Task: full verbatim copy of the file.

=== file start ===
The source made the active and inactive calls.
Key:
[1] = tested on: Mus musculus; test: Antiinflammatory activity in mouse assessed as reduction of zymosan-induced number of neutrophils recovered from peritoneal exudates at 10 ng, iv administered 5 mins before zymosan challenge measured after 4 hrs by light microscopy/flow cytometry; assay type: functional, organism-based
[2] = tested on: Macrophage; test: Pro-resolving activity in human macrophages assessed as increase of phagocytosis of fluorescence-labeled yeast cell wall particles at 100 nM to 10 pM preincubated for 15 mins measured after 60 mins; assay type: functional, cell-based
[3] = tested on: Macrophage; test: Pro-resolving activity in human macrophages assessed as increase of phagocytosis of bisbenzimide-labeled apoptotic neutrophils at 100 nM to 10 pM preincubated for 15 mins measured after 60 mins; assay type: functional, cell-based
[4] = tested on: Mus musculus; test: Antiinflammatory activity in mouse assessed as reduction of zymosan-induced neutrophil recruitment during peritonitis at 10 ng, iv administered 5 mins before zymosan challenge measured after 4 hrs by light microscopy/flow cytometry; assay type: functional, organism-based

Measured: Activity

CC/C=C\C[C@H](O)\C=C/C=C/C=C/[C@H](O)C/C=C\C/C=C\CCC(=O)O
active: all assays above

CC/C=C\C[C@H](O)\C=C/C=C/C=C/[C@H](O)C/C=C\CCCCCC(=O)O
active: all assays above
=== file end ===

The source made the active and inactive calls.
Key:
[1] = tested on: Mus musculus; test: Antiinflammatory activity in mouse assessed as reduction of zymosan-induced number of neutrophils recovered from peritoneal exudates at 10 ng, iv administered 5 mins before zymosan challenge measured after 4 hrs by light microscopy/flow cytometry; assay type: functional, organism-based
[2] = tested on: Macrophage; test: Pro-resolving activity in human macrophages assessed as increase of phagocytosis of fluorescence-labeled yeast cell wall particles at 100 nM to 10 pM preincubated for 15 mins measured after 60 mins; assay type: functional, cell-based
[3] = tested on: Macrophage; test: Pro-resolving activity in human macrophages assessed as increase of phagocytosis of bisbenzimide-labeled apoptotic neutrophils at 100 nM to 10 pM preincubated for 15 mins measured after 60 mins; assay type: functional, cell-based
[4] = tested on: Mus musculus; test: Antiinflammatory activity in mouse assessed as reduction of zymosan-induced neutrophil recruitment during peritonitis at 10 ng, iv administered 5 mins before zymosan challenge measured after 4 hrs by light microscopy/flow cytometry; assay type: functional, organism-based

Measured: Activity

CC/C=C\C[C@H](O)\C=C/C=C/C=C/[C@H](O)C/C=C\C/C=C\CCC(=O)O
active: all assays above

CC/C=C\C[C@H](O)\C=C/C=C/C=C/[C@H](O)C/C=C\CCCCCC(=O)O
active: all assays above